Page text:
Summer 2020 has been balls-to-the-wall wild, and we don’t mean in a Music-Festival-Beach-Island-Party kind of way. We mean in a Highly-Infectious-Pandemic-Leading-to-Mass-Unemployment-and-Home-Quarantine-Isolation-with-matching-Global-Fascism-Giving-Birth-to-Riots-in-the-Streets kind of way. This is the kind of summer that you can tell your grandkids about, and they would still doubt you.
While the world burns, Filipinos are getting ready for a front-row view of our own locally-flavored creeping curtailment of rights in the form of the newly-passed Anti-Terror Law.
There has been a lot of lively debate on the pros and cons of this bill–both online and offline–but most of it is for naught, as the bill passed anyway, to the chagrin of anyone who bothered to actually read the legislation.
As the Filipino saying goes, “Nandito na tayo.” While we keep the pressure on our representative lawmakers in Congress to junk this draconian law, it wouldn’t hurt to prepare for the worst.
We dropped a line to the Computer Professionals Union (CPU), an activist mass organization composed of Filipino information technology professionals, practitioners, and workers, to give us the low-down on how meme-loving, woke Twitter Filipino shitposters and factservers can protect ourselves and our freedom of expression in the face of this Anti-Terror Law.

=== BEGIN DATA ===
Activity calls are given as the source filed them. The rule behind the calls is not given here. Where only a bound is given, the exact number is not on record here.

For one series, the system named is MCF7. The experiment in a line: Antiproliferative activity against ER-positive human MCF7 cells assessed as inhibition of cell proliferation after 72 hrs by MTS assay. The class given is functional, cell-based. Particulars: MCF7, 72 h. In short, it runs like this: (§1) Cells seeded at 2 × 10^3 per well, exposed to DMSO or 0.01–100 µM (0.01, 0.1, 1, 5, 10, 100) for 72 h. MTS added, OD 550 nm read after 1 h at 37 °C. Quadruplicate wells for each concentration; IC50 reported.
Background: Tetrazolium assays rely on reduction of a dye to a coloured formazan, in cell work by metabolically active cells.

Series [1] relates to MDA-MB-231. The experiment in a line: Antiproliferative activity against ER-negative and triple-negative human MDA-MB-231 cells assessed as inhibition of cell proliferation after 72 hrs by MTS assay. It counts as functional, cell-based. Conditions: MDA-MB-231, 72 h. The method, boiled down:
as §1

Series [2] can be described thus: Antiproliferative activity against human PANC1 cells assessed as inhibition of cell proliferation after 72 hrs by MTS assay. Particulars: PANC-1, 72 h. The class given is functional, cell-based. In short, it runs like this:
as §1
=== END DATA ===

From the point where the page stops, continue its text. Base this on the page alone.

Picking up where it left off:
First things first: is there anything to fear with the Anti-Terror Law? Or are we just being paranoid?
CPU: Back in 2007, The GMA administration passed the Human Security Act in order to safeguard the Philippines from terrorists. The bill was first proposed in 1996 by then Senator Juan Ponce Enrile and was passed with a lot of revisions by then Senator Aquino Pimentel, Jr.
The Anti-Terror Law, which aims to amend the Human Security Act of 2007, is greatly criticized to be “loosely worded” and “can be open to any interpretation.” It also removed some of the safeguards of the previous Law like requiring a warrant of arrest. With the amendments in place, a person suspected of being a terrorist or a supporter of a terrorist group can now be detained for up to 14 days, which can be extended up to 7 days without legal council. The new bill also removed the provision in which the State will compensate the accused if found innocent.
Given the abuse of the previous law, the dubious amendments of the new law, and the overt human rights abuses committed by state forces, it is only a matter of time when the Anti-Terror Law will be abused. In fact, even without the law, the state is already repressing those who are vocal against the administration–arresting them upon suspicion and giving out subpoenas for mere social media posts.
Does the Philippine Government actually have the technological infrastructure and know-how to conduct surveillance on the online activities of private citizens?